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Lenton Priory

List Entry Summary

This monument is scheduled under the Ancient Monuments and Archaeological Areas Act 1979 as amended as it appears to the Secretary of State to be of national importance. This entry is a copy, the original is held by the Department for Culture, Media and Sport.

Name: Lenton Priory

List entry Number: 1019675

Location

The monument may lie within the boundary of more than one authority.

County:

District: City of Nottingham

District Type: Unitary Authority

Parish:

National Park: Not applicable to this List entry.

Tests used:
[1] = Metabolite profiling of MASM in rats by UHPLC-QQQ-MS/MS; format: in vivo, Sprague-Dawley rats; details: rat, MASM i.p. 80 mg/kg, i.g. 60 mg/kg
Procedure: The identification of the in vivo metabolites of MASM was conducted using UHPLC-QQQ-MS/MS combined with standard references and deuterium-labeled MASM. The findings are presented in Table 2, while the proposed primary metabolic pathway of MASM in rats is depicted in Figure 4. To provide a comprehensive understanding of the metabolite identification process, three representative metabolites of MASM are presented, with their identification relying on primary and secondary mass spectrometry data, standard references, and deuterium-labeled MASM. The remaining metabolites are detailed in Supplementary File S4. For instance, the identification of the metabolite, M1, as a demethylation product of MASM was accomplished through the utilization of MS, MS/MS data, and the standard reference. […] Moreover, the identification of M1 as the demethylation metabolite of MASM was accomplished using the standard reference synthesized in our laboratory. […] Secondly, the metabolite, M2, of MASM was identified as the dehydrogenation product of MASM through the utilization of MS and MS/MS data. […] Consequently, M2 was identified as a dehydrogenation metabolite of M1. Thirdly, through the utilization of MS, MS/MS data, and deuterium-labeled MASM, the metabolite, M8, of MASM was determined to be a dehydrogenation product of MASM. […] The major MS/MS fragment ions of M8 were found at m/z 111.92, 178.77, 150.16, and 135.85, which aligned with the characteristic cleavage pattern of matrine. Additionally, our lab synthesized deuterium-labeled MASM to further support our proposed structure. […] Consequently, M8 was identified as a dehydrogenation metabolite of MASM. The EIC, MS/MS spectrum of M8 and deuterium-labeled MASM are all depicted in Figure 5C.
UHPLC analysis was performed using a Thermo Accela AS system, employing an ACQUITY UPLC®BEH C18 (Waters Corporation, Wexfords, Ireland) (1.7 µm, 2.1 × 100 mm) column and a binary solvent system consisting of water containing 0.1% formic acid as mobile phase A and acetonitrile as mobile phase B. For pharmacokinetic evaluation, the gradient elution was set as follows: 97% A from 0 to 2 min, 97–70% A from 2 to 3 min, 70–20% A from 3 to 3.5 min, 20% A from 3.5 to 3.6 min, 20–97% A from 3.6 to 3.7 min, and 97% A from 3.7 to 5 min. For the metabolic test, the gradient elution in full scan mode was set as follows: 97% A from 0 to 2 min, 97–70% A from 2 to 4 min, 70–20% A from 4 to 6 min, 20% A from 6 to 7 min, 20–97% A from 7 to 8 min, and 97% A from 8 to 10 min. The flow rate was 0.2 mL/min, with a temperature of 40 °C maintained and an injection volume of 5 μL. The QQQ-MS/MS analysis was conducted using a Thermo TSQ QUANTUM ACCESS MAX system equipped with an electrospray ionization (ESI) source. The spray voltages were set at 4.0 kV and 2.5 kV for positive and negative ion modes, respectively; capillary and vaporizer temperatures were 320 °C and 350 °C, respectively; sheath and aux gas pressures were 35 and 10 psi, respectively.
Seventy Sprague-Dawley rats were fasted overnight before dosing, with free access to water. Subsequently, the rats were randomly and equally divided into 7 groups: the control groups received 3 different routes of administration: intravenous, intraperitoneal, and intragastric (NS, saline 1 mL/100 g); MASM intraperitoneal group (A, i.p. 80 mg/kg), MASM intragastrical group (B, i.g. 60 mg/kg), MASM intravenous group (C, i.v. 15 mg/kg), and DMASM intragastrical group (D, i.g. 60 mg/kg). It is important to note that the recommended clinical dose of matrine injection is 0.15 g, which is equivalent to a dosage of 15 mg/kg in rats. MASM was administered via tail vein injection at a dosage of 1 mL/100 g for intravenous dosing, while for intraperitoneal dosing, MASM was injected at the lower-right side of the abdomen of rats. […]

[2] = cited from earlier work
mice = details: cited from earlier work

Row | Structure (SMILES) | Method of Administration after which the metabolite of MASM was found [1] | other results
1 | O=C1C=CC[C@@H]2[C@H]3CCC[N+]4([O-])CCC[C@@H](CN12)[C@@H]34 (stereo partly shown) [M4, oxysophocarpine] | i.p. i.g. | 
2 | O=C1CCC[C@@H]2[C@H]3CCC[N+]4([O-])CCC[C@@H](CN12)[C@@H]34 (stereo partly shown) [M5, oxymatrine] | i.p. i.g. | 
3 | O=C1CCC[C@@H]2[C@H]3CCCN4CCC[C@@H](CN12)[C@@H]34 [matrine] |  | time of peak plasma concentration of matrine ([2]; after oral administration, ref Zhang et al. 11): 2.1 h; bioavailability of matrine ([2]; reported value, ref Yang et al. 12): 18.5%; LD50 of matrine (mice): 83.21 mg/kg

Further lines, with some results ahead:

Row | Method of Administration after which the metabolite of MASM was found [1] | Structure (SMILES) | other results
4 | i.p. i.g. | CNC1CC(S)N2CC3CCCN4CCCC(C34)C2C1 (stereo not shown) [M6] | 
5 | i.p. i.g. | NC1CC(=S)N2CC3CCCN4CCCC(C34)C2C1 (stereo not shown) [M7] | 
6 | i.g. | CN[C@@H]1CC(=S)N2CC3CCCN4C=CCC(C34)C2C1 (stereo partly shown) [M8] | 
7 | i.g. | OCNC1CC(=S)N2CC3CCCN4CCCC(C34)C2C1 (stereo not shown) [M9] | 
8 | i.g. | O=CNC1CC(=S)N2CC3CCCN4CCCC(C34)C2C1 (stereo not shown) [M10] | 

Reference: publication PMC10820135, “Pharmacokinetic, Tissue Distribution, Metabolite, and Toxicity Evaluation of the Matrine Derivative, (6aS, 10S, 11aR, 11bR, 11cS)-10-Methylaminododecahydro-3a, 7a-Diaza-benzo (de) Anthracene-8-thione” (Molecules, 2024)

Grade: Not applicable to this List entry.

Date first scheduled: 03-Sep-2002

Date of most recent amendment: Not applicable to this List entry.

Legacy System Information

The contents of this record have been generated from a legacy data system.

Legacy System: RSM

UID: 29987

Asset Groupings

This list entry does not comprise part of an Asset Grouping. Asset Groupings are not part of the official record but are added later for information.

List entry Description

Summary of Monument

Legacy Record - This information may be included in the List Entry Details.

Reasons for Designation